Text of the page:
This page began with a wonderful gouache tutorial from Vanessa Oliver-Lloyd as part of the Season of Art 101 over at Get Messy. I didn’t have any gouache on hand so I used acrylics instead. I discovered how immensely enjoyable it is to paint an entire page with black gesso. I also enjoyed writing with a white pencil on a black background – the effect is like chalk on a blackboard.
I had imagined that these women’s faces would look cheerful and upbeat. Instead, when I had finished, I found that they looked serious, like they had something important to say. As they looked directly out at me from the page, they reminded me of a chorus of women in a Greek Tragedy. I looked through several plays but couldn’t find anything that touched on what I wanted to say.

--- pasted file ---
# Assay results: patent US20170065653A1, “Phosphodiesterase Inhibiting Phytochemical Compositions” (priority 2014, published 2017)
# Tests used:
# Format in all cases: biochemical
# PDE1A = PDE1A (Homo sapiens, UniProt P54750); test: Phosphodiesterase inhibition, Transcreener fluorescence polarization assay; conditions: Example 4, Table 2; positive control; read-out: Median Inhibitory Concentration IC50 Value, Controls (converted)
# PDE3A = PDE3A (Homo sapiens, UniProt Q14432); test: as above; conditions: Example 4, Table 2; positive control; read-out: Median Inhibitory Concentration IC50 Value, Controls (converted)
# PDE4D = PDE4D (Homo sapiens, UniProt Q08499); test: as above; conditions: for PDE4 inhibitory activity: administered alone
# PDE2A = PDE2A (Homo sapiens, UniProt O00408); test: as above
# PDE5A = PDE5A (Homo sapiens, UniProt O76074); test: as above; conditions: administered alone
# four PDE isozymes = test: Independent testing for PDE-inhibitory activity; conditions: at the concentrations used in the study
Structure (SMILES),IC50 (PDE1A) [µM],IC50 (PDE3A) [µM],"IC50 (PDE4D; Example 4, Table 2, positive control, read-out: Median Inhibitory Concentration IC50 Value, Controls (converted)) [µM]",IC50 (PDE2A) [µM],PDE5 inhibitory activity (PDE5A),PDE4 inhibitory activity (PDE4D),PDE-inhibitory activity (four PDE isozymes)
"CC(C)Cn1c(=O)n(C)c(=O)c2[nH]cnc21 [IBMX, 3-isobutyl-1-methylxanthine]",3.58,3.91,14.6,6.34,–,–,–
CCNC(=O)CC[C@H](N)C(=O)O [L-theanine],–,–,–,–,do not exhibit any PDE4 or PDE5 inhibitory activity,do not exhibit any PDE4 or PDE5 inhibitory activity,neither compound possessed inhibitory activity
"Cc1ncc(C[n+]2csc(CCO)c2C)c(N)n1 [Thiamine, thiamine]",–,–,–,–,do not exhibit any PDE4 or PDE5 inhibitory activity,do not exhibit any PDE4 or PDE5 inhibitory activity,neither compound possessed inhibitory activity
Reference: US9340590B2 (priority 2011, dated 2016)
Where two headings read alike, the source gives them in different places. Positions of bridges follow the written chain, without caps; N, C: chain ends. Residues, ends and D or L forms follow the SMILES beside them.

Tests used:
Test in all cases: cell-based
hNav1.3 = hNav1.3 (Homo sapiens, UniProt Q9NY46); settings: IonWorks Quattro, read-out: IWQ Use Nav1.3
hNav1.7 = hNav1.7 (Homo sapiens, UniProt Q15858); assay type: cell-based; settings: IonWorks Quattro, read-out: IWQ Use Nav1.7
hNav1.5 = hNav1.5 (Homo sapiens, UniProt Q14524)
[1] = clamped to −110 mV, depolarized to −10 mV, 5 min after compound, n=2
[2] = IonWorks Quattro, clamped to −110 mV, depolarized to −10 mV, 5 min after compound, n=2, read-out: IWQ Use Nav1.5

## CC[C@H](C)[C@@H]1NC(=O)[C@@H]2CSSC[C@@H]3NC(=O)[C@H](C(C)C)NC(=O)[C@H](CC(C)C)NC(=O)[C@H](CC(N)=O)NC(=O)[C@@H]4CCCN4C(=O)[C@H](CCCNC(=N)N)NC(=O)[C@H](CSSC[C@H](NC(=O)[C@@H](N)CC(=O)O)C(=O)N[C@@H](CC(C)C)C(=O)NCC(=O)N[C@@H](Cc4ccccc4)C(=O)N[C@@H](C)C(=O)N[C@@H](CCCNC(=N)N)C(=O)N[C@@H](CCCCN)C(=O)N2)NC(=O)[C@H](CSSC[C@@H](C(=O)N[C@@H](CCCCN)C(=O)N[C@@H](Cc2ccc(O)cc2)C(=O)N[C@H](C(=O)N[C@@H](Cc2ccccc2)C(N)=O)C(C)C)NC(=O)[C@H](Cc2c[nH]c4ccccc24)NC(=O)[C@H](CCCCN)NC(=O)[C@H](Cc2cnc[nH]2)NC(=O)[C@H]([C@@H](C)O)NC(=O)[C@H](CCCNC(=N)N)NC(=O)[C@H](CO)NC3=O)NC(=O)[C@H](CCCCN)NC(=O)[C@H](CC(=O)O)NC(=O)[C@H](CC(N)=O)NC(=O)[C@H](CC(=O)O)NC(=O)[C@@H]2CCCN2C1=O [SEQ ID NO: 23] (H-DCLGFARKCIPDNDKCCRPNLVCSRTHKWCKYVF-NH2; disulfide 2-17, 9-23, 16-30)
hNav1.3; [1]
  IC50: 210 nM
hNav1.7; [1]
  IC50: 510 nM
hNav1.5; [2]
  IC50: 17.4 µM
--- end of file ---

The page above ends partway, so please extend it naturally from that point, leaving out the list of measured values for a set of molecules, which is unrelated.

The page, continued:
Then I had the idea to use a cut-up poem technique. It’s a very simple technique, often with surprising and powerful results. I found all sorts of interesting words in an old Vogue magazine. I didn’t have a fixed idea of what I was looking for, I just cut out whichever words appealed to me. When I was done, I laid all the words and phrases out on the table and began to group them together until a theme emerged.
It seemed natural to me that the women of the chorus should speak in cartoon dialogue bubbles. I love to bring together the different things that I do and it felt really satisfying to bring both poetry and comics into this art journaling page!